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The Meaning of Equilibrium Output

To understand the Keynesian model, you need to become more familiar with the concept of equilibrium output. As you know, equilibrium means stability: a state of balance or rest. In microeconomics an equilibrium price is a stable price, one that won't change unless there are changes in the underlying supply and demand conditions. In macroeconomics an equilibrium output is a stable output, one that is neither expanding nor contracting.

We can illustrate the concept of equilibrium output with the circular-flow diagram in Exh. 3. This diagram depicts a very simplified economy; there is no government sector (hence, there will be no government spending and no taxation) and no foreign sector (so there will be no imports and exports). These simplifications will make it easier for us to grasp the concept of equilibrium.

We assume here that businesses expect to sell $1,000 billion worth of output, and so they produce that amount. Of course, that sends to households $1,000 billion in income, which they can either spend or save. In this example we imagine that they choose to save $100 billion. Economists refer to saving as a leakage, a subtraction from the flow of spending. Leakages mean that less money returns to businesses, unless the economy can somehow compensate for the loss. In our example the $100 billion leakage means that only $900 billion will be spent on consumption goods. That $900 billion is what we called personal consumption expenditures when we showed you how to calculate gross domestic product in Chapter 10.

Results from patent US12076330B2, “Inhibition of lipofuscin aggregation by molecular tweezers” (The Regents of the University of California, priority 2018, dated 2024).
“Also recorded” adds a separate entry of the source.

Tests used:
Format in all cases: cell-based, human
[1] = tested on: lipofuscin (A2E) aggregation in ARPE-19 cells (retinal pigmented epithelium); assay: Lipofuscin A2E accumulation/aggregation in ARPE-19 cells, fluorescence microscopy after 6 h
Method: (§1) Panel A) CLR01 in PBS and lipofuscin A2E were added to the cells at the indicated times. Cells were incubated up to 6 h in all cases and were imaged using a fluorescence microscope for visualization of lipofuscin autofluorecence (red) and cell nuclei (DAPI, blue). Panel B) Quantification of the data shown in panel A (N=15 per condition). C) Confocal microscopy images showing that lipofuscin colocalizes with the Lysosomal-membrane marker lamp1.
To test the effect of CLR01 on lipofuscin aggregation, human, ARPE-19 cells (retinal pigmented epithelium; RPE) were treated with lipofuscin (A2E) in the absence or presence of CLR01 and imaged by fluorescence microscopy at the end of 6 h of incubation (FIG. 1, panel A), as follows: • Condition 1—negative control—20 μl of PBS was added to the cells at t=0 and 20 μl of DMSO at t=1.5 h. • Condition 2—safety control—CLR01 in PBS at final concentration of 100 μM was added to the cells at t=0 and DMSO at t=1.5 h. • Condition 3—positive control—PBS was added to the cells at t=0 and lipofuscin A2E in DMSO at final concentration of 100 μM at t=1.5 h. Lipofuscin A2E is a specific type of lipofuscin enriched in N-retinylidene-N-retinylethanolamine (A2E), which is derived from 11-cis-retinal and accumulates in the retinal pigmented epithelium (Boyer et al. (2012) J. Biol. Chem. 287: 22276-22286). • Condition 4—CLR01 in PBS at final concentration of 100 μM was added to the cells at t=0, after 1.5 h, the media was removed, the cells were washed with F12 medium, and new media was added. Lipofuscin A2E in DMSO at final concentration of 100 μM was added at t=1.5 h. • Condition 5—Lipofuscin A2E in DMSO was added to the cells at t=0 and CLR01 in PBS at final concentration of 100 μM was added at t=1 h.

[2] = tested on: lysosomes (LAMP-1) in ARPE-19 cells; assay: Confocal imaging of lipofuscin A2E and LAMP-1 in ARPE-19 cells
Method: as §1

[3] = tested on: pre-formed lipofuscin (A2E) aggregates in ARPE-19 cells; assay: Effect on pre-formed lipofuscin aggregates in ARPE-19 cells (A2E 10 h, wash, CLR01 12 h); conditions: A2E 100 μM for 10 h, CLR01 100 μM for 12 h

Consumption spending is not the only form of spending for goods and services, even in the simple private economy we are analyzing. Business investors also purchase a substantial amount of our economy's output (GDP). To keep it simple, let's assume that businesses coincidentally desire to purchase $100 billion worth of output. That investment spending is described as an injection since it adds to the basic flow of consumption spending. Total spending for goods and services (consumption spending plus investment spending) amounts to $1,000 billion. As you can see from Exh. 3, that is just enough to purchase everything that was produced—the entire $1,000 billion. That means that the producers' expectations have been fulfilled; they expected to sell $1,000 billion of output, and they have sold precisely that amount. Because producers are usually guided by their successes and failures, this would be an important finding. It would be a signal to produce the same amount next year, a response that would mean that the economy was in equilibrium.

As you can see from this example, the economy will be in equilibrium whenever the amount of total spending is exactly sufficient to purchase the economy's entire output (when total spending = total output). When that happens, producers can sell exactly what they've produced, and they have no incentive to alter the level of production.

EXHIBIT 3. Equilibrium Output with Saving and Investment

Equilibrium Output with Saving and Investment

Note that when the economy is in equilibrium, the amount that households want to save is equal to the amount that businesses desire to invest. The reason for that may be apparent to you. When the amount that is being injected into the spending flow in the form of investment is equal to the amount that is leaking out in the form of saving, the size of the flow is unchanged. The amount returning to businesses will be equal to the amount they paid out; therefore, they will be able to sell exactly what they produced, and the economy will be in equilibrium.

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